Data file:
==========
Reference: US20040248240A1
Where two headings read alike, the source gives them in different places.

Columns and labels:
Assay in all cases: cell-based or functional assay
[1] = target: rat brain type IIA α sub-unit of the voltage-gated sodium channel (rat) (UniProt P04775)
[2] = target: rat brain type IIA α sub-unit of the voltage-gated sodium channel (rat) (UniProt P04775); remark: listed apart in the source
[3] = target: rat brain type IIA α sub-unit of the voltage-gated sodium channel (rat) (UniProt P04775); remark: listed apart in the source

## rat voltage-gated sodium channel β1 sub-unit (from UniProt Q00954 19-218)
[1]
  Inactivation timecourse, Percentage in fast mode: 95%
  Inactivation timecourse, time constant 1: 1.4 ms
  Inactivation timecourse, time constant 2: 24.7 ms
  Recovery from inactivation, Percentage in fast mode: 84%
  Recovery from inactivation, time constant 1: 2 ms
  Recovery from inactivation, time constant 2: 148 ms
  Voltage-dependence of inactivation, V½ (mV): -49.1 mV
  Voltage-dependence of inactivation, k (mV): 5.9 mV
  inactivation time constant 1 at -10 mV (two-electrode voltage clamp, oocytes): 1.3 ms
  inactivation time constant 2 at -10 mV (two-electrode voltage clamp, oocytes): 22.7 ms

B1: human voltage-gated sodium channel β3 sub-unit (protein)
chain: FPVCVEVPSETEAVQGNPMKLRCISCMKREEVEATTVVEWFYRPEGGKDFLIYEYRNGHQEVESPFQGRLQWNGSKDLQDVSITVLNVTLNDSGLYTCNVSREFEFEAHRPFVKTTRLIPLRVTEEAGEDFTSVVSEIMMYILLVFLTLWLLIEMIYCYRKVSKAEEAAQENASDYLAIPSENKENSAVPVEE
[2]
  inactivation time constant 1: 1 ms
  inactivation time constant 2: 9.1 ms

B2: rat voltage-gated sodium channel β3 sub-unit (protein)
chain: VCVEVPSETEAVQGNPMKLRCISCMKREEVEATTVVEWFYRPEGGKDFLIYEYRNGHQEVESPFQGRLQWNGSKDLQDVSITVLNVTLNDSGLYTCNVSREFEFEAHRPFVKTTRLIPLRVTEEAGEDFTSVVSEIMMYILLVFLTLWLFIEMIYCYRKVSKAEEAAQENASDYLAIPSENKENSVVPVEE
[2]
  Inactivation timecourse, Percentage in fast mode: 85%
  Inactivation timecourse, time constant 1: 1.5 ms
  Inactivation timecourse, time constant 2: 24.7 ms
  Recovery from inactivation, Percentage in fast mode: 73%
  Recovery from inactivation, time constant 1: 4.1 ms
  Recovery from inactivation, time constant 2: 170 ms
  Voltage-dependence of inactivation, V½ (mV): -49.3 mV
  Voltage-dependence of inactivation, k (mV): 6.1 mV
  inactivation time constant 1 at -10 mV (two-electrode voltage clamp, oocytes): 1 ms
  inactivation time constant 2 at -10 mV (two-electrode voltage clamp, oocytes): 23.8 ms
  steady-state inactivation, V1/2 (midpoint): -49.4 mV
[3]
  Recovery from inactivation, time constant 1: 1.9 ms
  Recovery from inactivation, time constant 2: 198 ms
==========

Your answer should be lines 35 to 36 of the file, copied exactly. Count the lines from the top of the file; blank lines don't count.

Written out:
  Voltage-dependence of inactivation, k (mV): 6.1 mV
  inactivation time constant 1 at -10 mV (two-electrode voltage clamp, oocytes): 1 ms